Saturday, March 13, 2010

Live Free or Die?

Let me count a few more reasons why the living may not be so free in NH, a state which I happen to love by the way, which is frequently pointed to as an idyllic model of limited government.

First OPINION from an on line chat:
Actually, NH DOES have a revenue shortfall problem (NOT a spending problem) because it cannot meet its fiscal obligations such as maintaining the present-day highways & roads, etc.; paying for its share of the minimally poor "adequate education" costs; paying for its share of municipal and county government operating costs; paying for its share of the NHRS costs; paying for its share of operating the correctional facilities (had to close the Laconia facility due to lack of sufficient funds); paying its share of the maintenance and repair/reconstruction of bridges (especially those on the red list); paying for its share of the courts' system costs (employees had to take furlough days, personal sacrifices, just to balance that portion of the state budget; paying for its share of maintaining and repair of the several hundred state owned dams in NH; paying for its share of the costs to abutters of the Suncook River who were adversely impacted three and fours years ago; paying for its share of the many, many other statutory obligations; etc.
No Ron, NH lacks sufficient revenue, which is another way of saying the problem is the reverse of spending too much. It does not have enough money to spread around. Therefore, people make and continue to make sacrifices just so the politicians can continue to fail to do their job correctly.
- Gary, Chichester
http://www.unionleader.com/article.aspx?headline=The+camp+tax%3A+Kill+it+before+spring&articleId=f0bb1bf4-c394-4a47-8d8c-34cde6b7a790

Next those annoying things called Facts:

NH Real Estate Transfer Tax
1.5% on the sales of land and buildings. In other words, I buy a house in NH, then the tax is imposed on both the buyer and the seller at the rate of $.75 per $100 of the price for the sale, granting, or transfer. I buy a $300,000, then I pay $2250 as the buyer and the seller pays $2250.
http://www.revenue.nh.gov/faq/dra_800.htm

Meals and Rentals Tax

An 9% tax is assessed upon patrons of hotels and restaurants, on rooms and meals costing $.36 or more. An 9% tax is also assessed on motor vehicle rentals and campsites. Hmm, that seems to be higher than the current MA meals tax of 6.25%.

Property Tax
Hey, they even have State Education Property Tax, which is a state education property tax rate of total equalized valuation which is assessed on all New Hampshire property owners. The tax is assessed and collected by local municipalities.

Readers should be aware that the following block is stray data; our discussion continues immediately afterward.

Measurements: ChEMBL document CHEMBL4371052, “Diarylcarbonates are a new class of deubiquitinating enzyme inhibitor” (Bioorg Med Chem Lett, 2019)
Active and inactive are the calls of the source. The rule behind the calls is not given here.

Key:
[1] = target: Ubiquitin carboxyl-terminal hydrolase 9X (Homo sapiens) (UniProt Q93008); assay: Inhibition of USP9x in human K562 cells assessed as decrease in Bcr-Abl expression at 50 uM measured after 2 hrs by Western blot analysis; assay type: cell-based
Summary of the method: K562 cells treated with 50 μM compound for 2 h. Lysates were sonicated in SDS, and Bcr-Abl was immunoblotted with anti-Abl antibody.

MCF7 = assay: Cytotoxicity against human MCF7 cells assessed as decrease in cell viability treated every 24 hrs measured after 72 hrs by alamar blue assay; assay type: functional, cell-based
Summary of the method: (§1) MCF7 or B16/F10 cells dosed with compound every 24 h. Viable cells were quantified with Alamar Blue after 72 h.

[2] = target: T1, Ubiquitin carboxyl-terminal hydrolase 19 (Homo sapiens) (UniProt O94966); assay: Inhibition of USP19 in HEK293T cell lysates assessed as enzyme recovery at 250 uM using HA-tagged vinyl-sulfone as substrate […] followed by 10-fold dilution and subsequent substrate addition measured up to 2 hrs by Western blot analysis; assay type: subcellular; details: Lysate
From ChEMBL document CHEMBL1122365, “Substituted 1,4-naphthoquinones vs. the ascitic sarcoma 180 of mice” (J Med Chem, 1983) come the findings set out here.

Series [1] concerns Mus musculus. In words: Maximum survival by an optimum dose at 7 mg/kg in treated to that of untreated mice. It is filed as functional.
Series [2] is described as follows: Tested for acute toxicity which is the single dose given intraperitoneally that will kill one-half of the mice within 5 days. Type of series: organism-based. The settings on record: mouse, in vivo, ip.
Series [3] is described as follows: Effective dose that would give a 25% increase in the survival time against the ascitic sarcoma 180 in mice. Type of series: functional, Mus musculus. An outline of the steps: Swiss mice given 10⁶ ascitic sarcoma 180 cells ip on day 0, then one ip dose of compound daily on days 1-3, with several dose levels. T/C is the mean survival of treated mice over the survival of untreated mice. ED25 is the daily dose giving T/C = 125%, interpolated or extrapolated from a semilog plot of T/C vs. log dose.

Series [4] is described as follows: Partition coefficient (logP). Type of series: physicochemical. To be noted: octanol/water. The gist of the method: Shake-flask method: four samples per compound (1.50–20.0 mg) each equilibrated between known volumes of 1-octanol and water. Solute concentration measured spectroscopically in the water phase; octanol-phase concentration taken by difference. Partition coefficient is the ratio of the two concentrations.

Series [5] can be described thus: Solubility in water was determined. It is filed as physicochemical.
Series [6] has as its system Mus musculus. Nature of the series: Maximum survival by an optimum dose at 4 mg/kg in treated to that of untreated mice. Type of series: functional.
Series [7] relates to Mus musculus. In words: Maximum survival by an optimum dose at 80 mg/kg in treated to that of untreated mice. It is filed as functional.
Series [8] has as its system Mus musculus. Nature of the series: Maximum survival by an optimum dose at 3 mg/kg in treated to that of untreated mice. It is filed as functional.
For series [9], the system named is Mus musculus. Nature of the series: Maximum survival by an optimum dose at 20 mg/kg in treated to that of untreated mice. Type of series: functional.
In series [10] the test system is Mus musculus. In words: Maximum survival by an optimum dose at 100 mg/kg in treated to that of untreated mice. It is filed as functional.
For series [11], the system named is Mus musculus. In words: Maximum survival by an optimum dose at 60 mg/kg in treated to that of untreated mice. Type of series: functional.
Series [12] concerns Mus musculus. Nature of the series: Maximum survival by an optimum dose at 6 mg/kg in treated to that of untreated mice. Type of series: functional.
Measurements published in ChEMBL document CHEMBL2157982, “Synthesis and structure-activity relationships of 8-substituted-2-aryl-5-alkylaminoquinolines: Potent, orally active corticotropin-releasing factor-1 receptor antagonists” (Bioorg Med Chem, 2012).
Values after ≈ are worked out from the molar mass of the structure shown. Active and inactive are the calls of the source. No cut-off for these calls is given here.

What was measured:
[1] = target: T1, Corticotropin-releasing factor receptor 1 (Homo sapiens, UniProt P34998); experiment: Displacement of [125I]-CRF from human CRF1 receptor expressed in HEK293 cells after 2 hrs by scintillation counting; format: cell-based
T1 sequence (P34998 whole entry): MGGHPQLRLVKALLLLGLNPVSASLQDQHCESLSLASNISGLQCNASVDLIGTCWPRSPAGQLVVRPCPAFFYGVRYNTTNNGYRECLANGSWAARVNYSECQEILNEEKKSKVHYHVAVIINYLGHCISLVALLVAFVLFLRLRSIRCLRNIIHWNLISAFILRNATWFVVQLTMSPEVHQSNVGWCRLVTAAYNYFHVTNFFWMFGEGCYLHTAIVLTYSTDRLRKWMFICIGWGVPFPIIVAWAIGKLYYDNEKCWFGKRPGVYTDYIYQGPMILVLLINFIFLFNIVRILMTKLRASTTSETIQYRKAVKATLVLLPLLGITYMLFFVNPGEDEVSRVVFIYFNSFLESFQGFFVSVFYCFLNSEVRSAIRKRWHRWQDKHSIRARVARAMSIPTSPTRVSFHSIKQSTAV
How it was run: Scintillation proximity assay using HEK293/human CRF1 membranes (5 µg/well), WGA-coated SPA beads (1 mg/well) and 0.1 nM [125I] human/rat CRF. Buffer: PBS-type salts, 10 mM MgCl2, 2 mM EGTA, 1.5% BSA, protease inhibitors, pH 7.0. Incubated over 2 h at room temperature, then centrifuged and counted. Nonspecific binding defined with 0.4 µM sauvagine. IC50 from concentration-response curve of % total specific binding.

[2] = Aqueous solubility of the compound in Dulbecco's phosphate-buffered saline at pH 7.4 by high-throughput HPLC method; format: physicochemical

http://www.revenue.nh.gov/munc_prop/2009.htm
Then click on the Word Document "2009 Property Tax Rates"

Good thing you don't live in Exeter NH or you'd be paying a rate of (based on $1,000 value of home) :
  • Town Tax $6.63
  • Local Education Tax $12.60
  • State Education Tax $2.37
  • County Tax $1.02
  • Total Tax $22.62
So leaving aside the question of how correct the assessments are:
  • if you owned a $400,000 home in Newburyport which has a rate of $11.66, you'd pay $4,664 in annual property tax
  • if you owned a $400,000 home in Exeter which has a rate of $22.62, you'd pay $9,048.
I saved you the hassle of sorting through the Word document and dumped the data into Excel (which I'm happy to email it to anyone) to make sense of it.

  • Median Town Tax $4.14
  • Median Local Education Tax $9.17
  • Median State Education Tax $2.26
  • Median County Tax $1.38
  • Median Total Tax $18.28
Hey I'm not saying Massachusetts residents are taxed less, but the notion that NH residents pay next to nothing in taxes is ridiculous. Remember that the next time you pay at the Hampton tolls;-).

4 comments:

Newburyport's Voice said...

Hi Ed,

New Hampshire was rated as the US state with the most economic and personal freedoms in the country by George Mason University.

http://mercatus.org/publication/freedom-50-states-index-personal-and-economic-freedom?id=26154

New Hamshire was rated 1st of 50 in Fiscal Freedom. Mass was 23rd out of 50.

New Hampshire was rated 18th in Regulatory Freedoms. Mass was 43rd of 50.

New Hampshire was rated 2nd in Economic Freedoms. Mass was 37th out of 50.

New Hampshire was 13th in Personal Freedoms. Mass was 44th out of 50.

I believe this is the reasoning behind the motto "Live Free or Die"

Oh and don't forget that they have no sales tax and state income tax.:)

I thought I might add a few thoughts to the discussion.

Larry

Ed Cameron said...

Thanks Larry,

CNBC at http://www.cnbc.com/id/31765926

Overall State for Business (Basically a sum of all the other rankings):
MA 8
NH 21

Cost of Business:
MA 40
NH 34

Workforce:
MA 26
NH 30

Quality of Life:
MA 6
NH 1

Economy:
MA 12
NH 14

Transportation:
MA 31
NH 47

Technology and Innovation:
MA 5
NH 31

Education:
MA 1
NH 5

Business Friendliness:
MA 17
NH 9

Access to Capital:
MA 2
NH 30

Cost of Living:
MA 36
NH 40

Newburyport's Voice said...

It is great to see New Hampshire rated #1 in "Quality of Life".

Limited Government and increased Personal Freedoms makes life better. :)

Hey Ed, have you heard of the free state project?

Check it out. http://freestateproject.org/

http://whynewhampshire.org/

These folks are very active in attracting small government lovers to relocate in NH.

They are turning New Hampshire back into a Red State!!

Thanks for the post. It was fun chatting.

Larry

Anonymous said...

Interesting numbers on both sides. But here is what I don't understand: If you love NH and it's way of life so much, Larry, why don't you live there?